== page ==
NEW YORK/WASHINGTON (Reuters) – The White House on Wednesday will outline its plans to block some U.S. investments in sensitive technology in China and will require government notification of other investments, a senior government source told Reuters.
The plans are intended to prevent US capital and expertise from helping develop technologies that could support China’s military modernization and threaten US national security.
Reuters reported on Friday that President Joe Biden is expected soon to issue the long-awaited executive order to scrutinize outgoing investments in China’s sensitive technologies this week.
The senior government source said it was expected on Wednesday. The White House declined to comment on Tuesday.
The administration is expected to target active investments such as US private equity, venture capital and joint venture investments in China in semiconductors, microelectronics, quantum computing and artificial intelligence.
Sources said most of the investments seized under the order would require the government to be notified. Some transactions will be blocked.
Biden administration officials have stressed for months that any restrictions on US investment in China would be narrowly targeted.
“These are tailor-made measures,” National Security Adviser Jake Sullivan said in April. “They are, as Beijing says, not a ‘technological blockade’.”
The regulations will only affect future investments, not current ones, according to a person familiar with the executive order.
It is expected to be implemented next year, the person said, after multiple rounds of public comment, including an initial 45-day comment period.
Organizers plan to issue an advance notice of proposed rules to further define the scope of the program and a comment period to solicit public feedback before making a formal proposal, another person familiar with the matter said.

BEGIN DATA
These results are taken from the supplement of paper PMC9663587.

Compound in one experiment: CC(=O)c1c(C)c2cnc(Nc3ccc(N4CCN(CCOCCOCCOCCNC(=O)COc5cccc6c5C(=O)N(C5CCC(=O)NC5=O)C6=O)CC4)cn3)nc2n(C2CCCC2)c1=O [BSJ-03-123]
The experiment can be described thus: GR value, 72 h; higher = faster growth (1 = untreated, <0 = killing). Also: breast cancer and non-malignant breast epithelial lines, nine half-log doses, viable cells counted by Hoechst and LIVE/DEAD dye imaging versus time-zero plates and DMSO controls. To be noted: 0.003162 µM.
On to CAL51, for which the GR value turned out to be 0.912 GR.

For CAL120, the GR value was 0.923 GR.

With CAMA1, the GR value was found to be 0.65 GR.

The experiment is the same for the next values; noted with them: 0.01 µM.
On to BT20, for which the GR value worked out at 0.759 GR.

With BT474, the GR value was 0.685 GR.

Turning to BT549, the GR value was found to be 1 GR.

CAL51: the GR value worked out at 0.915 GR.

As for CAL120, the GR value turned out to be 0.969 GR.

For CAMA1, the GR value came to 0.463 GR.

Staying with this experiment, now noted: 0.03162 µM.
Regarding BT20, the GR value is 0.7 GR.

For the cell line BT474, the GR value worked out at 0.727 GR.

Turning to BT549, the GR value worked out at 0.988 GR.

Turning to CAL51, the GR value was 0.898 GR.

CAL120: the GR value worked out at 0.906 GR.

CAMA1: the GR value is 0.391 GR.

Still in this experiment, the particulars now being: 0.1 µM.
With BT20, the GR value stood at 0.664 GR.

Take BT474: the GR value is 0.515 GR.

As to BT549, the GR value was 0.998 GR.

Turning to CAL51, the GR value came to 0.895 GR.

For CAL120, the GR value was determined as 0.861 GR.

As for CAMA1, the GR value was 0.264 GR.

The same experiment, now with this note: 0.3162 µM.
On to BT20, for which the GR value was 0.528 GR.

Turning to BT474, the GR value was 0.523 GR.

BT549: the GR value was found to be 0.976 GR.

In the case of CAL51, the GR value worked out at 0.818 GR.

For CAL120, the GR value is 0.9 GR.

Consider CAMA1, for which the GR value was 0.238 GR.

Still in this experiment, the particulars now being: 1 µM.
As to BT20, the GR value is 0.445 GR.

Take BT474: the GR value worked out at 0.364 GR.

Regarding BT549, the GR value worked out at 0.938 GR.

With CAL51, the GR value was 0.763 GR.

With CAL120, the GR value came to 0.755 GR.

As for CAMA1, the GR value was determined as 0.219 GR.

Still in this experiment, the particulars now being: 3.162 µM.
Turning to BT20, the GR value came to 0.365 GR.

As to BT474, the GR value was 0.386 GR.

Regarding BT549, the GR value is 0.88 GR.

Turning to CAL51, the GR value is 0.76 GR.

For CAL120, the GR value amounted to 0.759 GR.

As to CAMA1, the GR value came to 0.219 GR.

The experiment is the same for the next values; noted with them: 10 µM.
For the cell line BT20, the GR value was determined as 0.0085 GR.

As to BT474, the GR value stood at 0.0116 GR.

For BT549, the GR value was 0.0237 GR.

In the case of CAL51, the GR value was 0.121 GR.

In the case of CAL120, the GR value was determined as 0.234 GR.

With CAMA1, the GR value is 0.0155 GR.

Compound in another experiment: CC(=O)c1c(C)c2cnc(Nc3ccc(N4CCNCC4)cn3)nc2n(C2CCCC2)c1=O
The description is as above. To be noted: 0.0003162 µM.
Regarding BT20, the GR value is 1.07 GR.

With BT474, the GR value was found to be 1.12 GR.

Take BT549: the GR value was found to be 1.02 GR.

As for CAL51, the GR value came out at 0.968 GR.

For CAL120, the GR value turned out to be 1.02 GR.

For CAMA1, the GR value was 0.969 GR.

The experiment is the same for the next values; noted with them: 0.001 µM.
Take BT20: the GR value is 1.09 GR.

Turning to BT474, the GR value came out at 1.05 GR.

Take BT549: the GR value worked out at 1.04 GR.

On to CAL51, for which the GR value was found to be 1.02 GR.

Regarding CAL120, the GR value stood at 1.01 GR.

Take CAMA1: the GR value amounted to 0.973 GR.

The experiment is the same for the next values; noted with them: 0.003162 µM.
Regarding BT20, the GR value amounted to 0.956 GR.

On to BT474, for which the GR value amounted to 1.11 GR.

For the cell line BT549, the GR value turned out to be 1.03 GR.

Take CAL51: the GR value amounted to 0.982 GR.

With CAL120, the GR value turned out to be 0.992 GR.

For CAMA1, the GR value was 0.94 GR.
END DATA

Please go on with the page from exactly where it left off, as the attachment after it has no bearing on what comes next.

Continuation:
The first person said it’s not likely to cover passive investments or securities.
The New York Times reported on Tuesday that the Biden administration plans to require companies that invest in a broader range of Chinese industries to report on such activity, giving the US government significant insight into financial transactions between the US and China.
Sources told Reuters earlier that the restricted semiconductor investments are expected to follow export control rules for China issued by the US Commerce Department in October.
Emily Benson of the Center for Strategic and International Studies (CSIS), a bipartisan policy research organization, said she expects investments in artificial intelligence to be banned for users and military uses, and that other investments in the sector would only require government notification.
Benson said the onus is on the administration to determine what falls into the military category.
“They will have to draw a line as to what constitutes a military application of AI, and define AI,” said Benson, director of the CSIS Project on Trade and Technology.
The person familiar with the matter said that regulations around AI are still being developed. The same applies to quantum computing, the person said, but it is expected to ban some sensors and other things related to the technology.
The person added that there might be possible exceptions related to universities and research.
(Reporting by David Shepherdson and Karen Freifield) Additional reporting by Idris Ali. Editing by Lincoln Feast and Jonathan Otis
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